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Brain. 2010 Dec;133(Pt 12):3578-97. doi: 10.1093/brain/awq297.

Anosognosia for hemiplegia: a clinical-anatomical prospective study.

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Laboratory for Behavioural Neurology and Imaging of Cognition, Department of Neuroscience and Clinic of Neurology, University of Geneva School of Medicine, 1211 Geneva, Switzerland.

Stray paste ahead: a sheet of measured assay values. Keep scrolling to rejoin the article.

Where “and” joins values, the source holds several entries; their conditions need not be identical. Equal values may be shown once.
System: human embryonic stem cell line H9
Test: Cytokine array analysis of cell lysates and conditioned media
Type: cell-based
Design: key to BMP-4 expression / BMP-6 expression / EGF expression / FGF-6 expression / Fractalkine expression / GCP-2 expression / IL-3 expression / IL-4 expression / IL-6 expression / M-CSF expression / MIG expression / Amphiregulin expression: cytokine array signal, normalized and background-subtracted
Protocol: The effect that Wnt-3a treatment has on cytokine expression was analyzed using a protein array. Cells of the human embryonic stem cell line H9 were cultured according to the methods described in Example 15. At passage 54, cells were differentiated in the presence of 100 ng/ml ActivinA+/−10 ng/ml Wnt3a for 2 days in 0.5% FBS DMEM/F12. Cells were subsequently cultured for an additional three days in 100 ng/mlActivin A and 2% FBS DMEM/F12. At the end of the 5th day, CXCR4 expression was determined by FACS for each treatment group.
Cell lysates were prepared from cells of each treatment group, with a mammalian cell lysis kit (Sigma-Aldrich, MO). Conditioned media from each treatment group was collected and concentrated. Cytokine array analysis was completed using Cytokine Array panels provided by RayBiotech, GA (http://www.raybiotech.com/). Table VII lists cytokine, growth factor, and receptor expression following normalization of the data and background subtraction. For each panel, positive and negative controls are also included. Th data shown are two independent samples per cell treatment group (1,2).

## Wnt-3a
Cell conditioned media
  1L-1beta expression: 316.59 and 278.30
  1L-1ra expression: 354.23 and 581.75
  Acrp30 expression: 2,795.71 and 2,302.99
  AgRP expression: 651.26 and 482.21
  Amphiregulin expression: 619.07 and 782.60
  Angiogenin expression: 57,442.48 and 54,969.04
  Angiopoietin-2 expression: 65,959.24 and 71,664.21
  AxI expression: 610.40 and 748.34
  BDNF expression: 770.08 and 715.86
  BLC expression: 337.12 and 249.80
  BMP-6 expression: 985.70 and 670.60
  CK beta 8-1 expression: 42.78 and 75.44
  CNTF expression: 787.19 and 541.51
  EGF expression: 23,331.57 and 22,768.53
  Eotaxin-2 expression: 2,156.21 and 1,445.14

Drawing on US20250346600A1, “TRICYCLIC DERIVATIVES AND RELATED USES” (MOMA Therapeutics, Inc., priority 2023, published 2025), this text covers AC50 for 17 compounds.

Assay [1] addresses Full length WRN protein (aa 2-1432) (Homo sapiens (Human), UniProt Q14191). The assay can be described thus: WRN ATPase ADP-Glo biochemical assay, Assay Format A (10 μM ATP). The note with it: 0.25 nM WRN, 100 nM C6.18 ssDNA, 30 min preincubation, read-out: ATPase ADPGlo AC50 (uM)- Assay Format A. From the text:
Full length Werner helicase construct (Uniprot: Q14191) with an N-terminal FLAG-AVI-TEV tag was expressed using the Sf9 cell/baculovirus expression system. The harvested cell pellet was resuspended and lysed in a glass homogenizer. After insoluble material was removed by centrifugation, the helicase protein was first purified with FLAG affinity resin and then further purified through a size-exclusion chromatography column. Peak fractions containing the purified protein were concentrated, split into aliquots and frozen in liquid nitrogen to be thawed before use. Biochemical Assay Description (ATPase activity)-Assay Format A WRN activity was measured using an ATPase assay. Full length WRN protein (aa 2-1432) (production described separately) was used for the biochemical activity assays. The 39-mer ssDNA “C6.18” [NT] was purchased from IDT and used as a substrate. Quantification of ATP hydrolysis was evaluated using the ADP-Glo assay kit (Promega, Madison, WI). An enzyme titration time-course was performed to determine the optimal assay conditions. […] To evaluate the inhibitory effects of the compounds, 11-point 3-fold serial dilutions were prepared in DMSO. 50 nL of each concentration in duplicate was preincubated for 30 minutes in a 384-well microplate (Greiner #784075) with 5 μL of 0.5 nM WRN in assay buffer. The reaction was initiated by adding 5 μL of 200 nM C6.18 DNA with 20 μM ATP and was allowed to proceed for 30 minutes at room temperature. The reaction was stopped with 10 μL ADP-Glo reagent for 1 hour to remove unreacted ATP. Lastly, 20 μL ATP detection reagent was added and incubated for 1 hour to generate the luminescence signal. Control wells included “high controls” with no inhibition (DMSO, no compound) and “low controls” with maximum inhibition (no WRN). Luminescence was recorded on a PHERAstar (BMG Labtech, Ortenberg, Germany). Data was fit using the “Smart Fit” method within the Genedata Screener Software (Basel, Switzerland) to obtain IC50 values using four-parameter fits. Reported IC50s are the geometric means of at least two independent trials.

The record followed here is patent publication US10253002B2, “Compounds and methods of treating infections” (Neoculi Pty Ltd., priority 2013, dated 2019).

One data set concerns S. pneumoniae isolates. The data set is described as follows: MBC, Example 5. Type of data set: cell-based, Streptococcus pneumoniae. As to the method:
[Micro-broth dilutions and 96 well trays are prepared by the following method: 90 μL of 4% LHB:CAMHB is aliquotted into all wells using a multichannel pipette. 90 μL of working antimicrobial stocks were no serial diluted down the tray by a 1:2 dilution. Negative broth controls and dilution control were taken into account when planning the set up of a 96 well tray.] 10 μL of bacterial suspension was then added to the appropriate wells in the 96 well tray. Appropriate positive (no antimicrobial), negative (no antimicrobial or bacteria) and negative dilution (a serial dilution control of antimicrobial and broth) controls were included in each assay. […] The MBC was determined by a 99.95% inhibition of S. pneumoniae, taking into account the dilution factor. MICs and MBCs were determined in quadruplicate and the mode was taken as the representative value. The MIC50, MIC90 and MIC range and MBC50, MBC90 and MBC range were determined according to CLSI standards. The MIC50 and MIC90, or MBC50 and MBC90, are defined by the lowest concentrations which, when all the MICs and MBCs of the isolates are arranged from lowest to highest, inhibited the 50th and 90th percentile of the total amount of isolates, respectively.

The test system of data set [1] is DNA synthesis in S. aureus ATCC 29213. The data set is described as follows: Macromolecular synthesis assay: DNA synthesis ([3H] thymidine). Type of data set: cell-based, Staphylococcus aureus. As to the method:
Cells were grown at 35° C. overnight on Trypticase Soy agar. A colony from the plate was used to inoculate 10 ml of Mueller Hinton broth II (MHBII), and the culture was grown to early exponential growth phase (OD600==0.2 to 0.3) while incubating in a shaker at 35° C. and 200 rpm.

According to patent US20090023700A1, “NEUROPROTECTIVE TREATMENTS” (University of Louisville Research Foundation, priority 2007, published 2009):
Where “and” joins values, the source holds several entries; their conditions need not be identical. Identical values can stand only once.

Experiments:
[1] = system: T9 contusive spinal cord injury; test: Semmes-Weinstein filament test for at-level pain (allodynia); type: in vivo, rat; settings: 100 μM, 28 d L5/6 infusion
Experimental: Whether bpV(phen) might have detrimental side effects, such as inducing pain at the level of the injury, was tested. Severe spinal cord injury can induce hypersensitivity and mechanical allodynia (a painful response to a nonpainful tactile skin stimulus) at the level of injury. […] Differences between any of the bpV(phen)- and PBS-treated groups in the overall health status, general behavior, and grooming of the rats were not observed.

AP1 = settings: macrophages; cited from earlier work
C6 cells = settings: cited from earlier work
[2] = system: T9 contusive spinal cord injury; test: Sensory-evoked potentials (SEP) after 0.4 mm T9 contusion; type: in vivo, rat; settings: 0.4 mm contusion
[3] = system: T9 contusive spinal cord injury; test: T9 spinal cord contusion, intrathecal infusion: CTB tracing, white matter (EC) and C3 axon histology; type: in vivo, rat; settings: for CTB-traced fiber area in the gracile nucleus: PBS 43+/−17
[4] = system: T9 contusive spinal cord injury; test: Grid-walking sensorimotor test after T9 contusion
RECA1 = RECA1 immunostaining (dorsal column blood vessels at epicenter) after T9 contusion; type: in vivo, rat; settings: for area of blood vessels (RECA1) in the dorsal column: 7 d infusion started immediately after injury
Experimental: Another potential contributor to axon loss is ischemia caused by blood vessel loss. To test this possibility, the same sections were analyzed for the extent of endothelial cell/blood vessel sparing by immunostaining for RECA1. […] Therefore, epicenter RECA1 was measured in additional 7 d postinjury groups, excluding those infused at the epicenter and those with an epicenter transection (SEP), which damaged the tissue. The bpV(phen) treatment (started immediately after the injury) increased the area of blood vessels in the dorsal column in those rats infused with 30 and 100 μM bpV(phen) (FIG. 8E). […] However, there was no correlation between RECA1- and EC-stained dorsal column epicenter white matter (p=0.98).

Anosognosia for hemiplegia is a common and striking disorder following stroke. Because it is typically transient and variable, it remains poorly understood and has rarely been investigated at different times in a systematic manner. Our study evaluated a prospective cohort of 58 patients with right-hemisphere stroke and significant motor deficit of the left hemibody, who were examined using a comprehensive neuropsychological battery at 3 days (hyperacute), 1 week (subacute) and 6 months (chronic) after stroke onset. Anosognosia for hemiplegia was frequent in the hyperacute phase (32%), but reduced by almost half 1 week later (18%) and only rarely seen at 6 months (5%). Anosognosia for hemiplegia was correlated with the severity of several other deficits, most notably losses in proprioception, extrapersonal spatial neglect and disorientation. While multiple regression analyses highlighted proprioceptive loss as the most determinant factor for the hyperacute period, and visuospatial neglect and disorientation as more determinant for the subacute phase, patients with both proprioceptive loss and neglect had significantly higher incidence of anosognosia for hemiplegia than those with only one deficit or no deficits (although a few double dissociations were observed). Personal neglect and frontal lobe tests showed no significant relation with anosognosia for hemiplegia, nor did psychological traits such as optimism and mood. Moreover, anosognosia for neglect and prediction of performance in non-motor tasks were unrelated to anosognosia for hemiplegia, suggesting distinct monitoring mechanisms for each of these domains. Finally, by using a voxel-based statistical mapping method to identify lesions associated with a greater severity of anosognosia, we found that damage to the insula (particularly its anterior part) and adjacent subcortical structures was determinant for anosognosia for hemiplegia in the hyperacute period, while additional lesions in the premotor cortex, cingulate gyrus, parietotemporal junction and medial temporal structures (hippocampus and amygdala) were associated with the persistence of anosognosia for hemiplegia in the subacute phase. Taken together, these results suggest that anosognosia for hemiplegia is likely to reflect a multi-component disorder due to lesions affecting a distributed set of brain regions, which can lead to several co-existing deficits in sensation, attention, interoceptive bodily representations, motor programming, error monitoring, memory and even affective processing, possibly with different combinations in different patients.

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